2.4Registration requirements for auditors

The proposed amendment seeks to ensure that the membership of accredited professional body is a prerequisite for registration as an Auditor or Candidate Auditor.

2.5Reporting of irregularities

The Bill proposes prohibition on removal of a registered Auditor before such an Auditor completes the process of reporting irregularities to IRBA and that where the individual registered Auditor has reported irregularity and resigns from the firm before complying with relevant section, that Auditor must do the necessary handover to the incoming Auditor regardless of when resignation takes effect. NT said that these proposed amendments will address the risk of the relevant Auditor being removed after reporting irregularities to IRBA.

2.6Referral of non-audit matters

The proposed amendment seeks to enable the Enforcement Committee to refer non-audit matters brought against a registered Auditor to the relevant professional body for investigation and disciplinary proceedings. Such non-audit matters must fall within the Constitution and the rules of the professional body.

2.7Enhancing investigative processes

The proposed amendment in this clause will empower the Investigating Committee to subpoena an Auditor or any other person to submit to the Committee, documents concerning the investigation. NT said that expanding powers of the Investigating Committee would assist in ensuring that the investigation into alleged improper conduct by the Auditors is thorough and effective and that the power to subpoena documents is an important and necessary mechanism required to obtain evidence.

2.8Enhancing disciplinary processes

The Bill proposes that if investigation indicates sufficient grounds that an Auditor should be charged for improper conduct by (1) following admission of guilt process by the Enforcement Committee or (2) referring the matter to the Disciplinary Committee for a hearing, where the matter is referred to the Disciplinary Committee, a panel will be appointed for each case, instead of the Disciplinary Committee having to deal with all the cases. Currently, once the investigation into alleged improper conduct has been completed, different processes are proposed to expedite the disciplinary process.

2.9Sanctions following guilty findings

Currently, the Act empowers the Disciplinary Committee to impose a fine not exceeding an amount calculated according to a ratio for five year’s imprisonment, prescribed in terms of the Adjustment of Fines Act, 1991 on a registered Auditor found guilty following disciplinary hearing. NT is of the view that fines which have been so determined, are too low and do not serve as an adequate deterrent. The Bill proposes that where an admission of guilt process is followed, the Enforcement Committee may impose sanctions such as caution or reprimand, imposition of a fine not exceeding an amount determined by the Minister of Finance on recommendation of the IRBA, training and/or cancellation of registration or disqualification from registration on temporary or permanent basis.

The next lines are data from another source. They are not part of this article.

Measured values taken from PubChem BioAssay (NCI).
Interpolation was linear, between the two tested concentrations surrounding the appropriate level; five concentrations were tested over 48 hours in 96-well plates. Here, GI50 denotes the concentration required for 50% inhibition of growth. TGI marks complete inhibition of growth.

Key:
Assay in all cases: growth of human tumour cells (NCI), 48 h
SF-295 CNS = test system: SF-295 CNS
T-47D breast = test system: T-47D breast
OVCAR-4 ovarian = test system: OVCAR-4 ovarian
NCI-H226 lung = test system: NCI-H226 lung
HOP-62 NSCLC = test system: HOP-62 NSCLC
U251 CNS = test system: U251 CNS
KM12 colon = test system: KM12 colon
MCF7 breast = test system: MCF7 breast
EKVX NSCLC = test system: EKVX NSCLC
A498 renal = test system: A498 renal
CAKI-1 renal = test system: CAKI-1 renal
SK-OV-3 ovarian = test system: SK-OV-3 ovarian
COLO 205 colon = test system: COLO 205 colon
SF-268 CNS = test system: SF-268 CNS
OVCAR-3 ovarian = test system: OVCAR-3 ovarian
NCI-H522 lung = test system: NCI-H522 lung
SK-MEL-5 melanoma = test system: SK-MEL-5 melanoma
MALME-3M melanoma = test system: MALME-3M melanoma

2.10Offences and protection of information

The Bill proposes amendments which make it an offence to fail to comply with subpoena or to interfere with or hinder conduct of investigation. NT believes that, this will demonstrate that improper conduct by an Auditor will not be tolerated. A person found guilty of this offence may be liable on conviction to fine or imprisonment for a period not exceeding five years or to both such fine and imprisonment.

The Bill further proposes prohibition on disclosing information, except where, among others, it is so required by other legislation or it is for purposes of referring a non-audit matter. This will safeguard information obtained during performance of functions in terms of the Act.

3.Key issues raised by COSATU during the public participation process

COSATU said that it supports the objectives and the provisions of the APA Bill.  It believes that the Bill will be a welcome tool in the fight against corruption in both the public and private sector and that it will help assert the rule of law over the auditing sector. In particular, COSATU supports the provisions for the Board and Committee membership criteria, the Board and Committee investigative and disciplinary procedures and the Board and Committee search and seizure powers.

The main concern raised by COSATU in the Bill as amended, is failure to formalize the industry rule requiring the Mandatory Rotation of Auditing Firms (MRAF) and auditors after set times. COSATU submits that there should be an insertion of a new clause in the Bill, that would ensure MRAF and Auditors after every five years instead of 10 years proposed in the Bill. The federation is keen that the “internal rule” of rotating auditors and audit firms must be elevated to an “Act”.

COSATU’s concern is that because it is a regulation in terms of the powers that IRBA has, a new IRBA Board could remove the regulation, whereas if it is in legislation it is more secure. In response to NT’s argument that, in principle, it supports an appropriate clause in legislation but needs to negotiate this with the stakeholders, including IRBA, COSATU argues that there is no guarantee when such an amendment Bill will be tabled in Parliament and that it can take on average five years for a Bill to move from departmental drafting phase to passage into law. COSATU is concerned about the current long relationships, some over 100 years, between some auditors and their clients, which necessitates implementation of the MRAF rule to force a break and transform the sector.